The Japanese whalers love to say that there is no difference between them eating whale and Americans eating a hamburger or the Australians eating lamb. They use this comparison to suggest that their critics are hypocrites. And yet when my crew and I reply that we are vegans and vegetarians, they retaliate with charges of fanaticism. Eat meat and oppose whaling and they view you as a hypocrite. Refrain from eating meat and they call you crazy. So meat eating whale defenders are hypocrites and fanatical vegan whale defenders are no different in the eyes of the whalers.
Yet there are profound differences between eating that hamburger and eating a whale. First the whale is a natural creature of the wild, living in highly social family units, displaying incredible abilities in communication and self awareness. It is a thinking animal on a level equal to and perhaps more than a human being. It is an animal that possesses the largest and most complex brain on the planet. Whereas the human brain is around 1300 cubic centimetres, the brain of an Orca is 6,000 cubic centimetres and the brain of the Sperm whale, the largest brain to have ever evolved on this planet is 9,000 cubic centimetres and all cetaceans, dolphins and whales have four lobed brains with more convulsions on the neo-cortex than the three lobed human brain.
Would we kill a highly intelligent alien being that came to Earth to visit us just because it looks different? Well, of course some ignorant people would, but for the most part we would spare the life of an alien in return for the knowledge that the alien could possibly teach us, just as there is so much to learn about the oceans and about consciousness and intelligence from cetaceans.
The whale is a wild animal, stolen from the wild ocean from a relatively small population base. This is much different than a domesticated animal, fed and raised by a farmer in massive numbers. There is no danger of a cow going extinct because it is eaten. There is a danger of it going extinct if it is not eaten. There is a very real danger of whales and dolphins going extinct if they are eaten.
One could say the same for fish and it would also be true because most commercial fisheries are in a state of economic collapse because of over exploitation. Fishermen don't raise fish in the sea, they steal them from the wild and the salmon that they do raise in floating pens are fed fish that are stolen from the wild.
From the perspective of animal welfare there are also great differences. As mentioned before no abattoir in the civilized world including Japan, would condone the practises of the whaling industry. Consider the outrage if cows were killed by driving a spear into their back as they ran through the field until it dropped from exhaustion and then had a car battery attached to it and electrocuted for another 10 minutes to kill it. The Spanish bullfights are of course exactly like that and condemned because of the bloody brutality of their so called sport.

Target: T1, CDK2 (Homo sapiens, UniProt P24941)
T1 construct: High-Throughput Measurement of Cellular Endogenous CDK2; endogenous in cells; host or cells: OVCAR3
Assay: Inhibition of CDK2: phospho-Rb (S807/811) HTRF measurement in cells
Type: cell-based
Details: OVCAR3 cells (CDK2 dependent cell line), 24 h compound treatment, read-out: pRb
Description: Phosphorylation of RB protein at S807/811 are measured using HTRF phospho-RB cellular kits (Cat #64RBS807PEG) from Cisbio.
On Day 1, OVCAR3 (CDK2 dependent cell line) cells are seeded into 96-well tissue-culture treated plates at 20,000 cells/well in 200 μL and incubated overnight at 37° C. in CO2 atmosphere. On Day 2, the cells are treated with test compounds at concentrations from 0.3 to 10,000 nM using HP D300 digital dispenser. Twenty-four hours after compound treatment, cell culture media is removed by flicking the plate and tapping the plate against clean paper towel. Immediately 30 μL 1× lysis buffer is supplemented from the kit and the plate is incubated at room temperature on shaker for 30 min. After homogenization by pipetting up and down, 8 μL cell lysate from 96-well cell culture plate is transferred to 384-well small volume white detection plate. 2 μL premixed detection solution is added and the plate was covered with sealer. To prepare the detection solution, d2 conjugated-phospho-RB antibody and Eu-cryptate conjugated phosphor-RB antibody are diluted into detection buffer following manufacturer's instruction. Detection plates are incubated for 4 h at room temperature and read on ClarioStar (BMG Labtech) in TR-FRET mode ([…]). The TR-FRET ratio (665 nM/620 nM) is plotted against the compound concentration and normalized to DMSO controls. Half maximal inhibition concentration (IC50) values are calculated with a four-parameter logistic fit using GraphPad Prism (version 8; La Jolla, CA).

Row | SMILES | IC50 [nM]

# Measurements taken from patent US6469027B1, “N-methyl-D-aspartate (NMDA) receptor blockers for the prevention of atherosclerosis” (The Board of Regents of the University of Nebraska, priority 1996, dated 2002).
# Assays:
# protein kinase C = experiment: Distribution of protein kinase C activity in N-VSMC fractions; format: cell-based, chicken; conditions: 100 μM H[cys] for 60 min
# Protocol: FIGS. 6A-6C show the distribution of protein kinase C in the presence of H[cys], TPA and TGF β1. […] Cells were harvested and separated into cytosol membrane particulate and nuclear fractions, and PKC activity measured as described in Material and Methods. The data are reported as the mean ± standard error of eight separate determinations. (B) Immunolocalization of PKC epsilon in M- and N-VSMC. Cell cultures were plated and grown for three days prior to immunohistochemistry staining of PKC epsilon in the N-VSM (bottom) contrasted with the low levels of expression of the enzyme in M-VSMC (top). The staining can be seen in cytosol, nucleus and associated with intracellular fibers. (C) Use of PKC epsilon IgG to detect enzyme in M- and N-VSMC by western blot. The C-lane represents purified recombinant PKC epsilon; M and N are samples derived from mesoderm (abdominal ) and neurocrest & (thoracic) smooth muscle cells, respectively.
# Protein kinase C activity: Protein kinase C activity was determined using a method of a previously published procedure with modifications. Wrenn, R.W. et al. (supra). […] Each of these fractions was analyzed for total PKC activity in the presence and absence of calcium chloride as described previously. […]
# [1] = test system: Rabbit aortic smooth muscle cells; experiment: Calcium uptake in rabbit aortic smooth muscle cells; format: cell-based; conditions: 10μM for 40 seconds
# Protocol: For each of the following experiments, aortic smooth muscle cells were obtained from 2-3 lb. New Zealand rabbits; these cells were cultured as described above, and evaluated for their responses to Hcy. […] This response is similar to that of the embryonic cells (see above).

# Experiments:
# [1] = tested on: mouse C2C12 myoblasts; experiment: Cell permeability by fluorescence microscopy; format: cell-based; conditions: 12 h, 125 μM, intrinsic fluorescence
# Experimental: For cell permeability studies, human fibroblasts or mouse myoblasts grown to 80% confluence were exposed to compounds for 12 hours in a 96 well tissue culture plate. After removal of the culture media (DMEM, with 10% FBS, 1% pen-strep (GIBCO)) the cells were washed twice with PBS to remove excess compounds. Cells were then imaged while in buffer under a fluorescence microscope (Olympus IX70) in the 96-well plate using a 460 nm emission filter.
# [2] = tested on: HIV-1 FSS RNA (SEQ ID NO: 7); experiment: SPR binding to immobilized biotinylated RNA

The killing of whales and dolphins today represents one of the cruelest treatments of any animal species on the planet at the hands of man. Imagine the outrage if a large slaughterhouse on wheels traveled across the Serengeti with smaller trucks firing spears into the backsides of elephants and rhinos, chasing them down and then dragging them by their feet along the ground to the slaughterhouse where they are hauled up and cut to pieces under a sign saying "elephant and rhino research project."
People would be outraged. In fact people are already outraged when animals like Mountain gorillas, chimps, and giraffe are slaughtered for "bush meat" in the Congo. And they are outraged by the elephants and rhinos butchered by poachers on the plains of Africa.
The only difference between the bush meat eaters in the Congo, the poachers in Kenya and the Japanese whalers is the colour of their skin. The world condemns the impoverished black poacher and uses polite diplomacy to appeal to the rich Japanese poachers. You don't see Australian Environment Minister Peter Garrett sending diplomatic missions to Somalia or the Congo to talk with elephant poachers yet he appoints a special envoy to negotiate with Japanese whale poachers.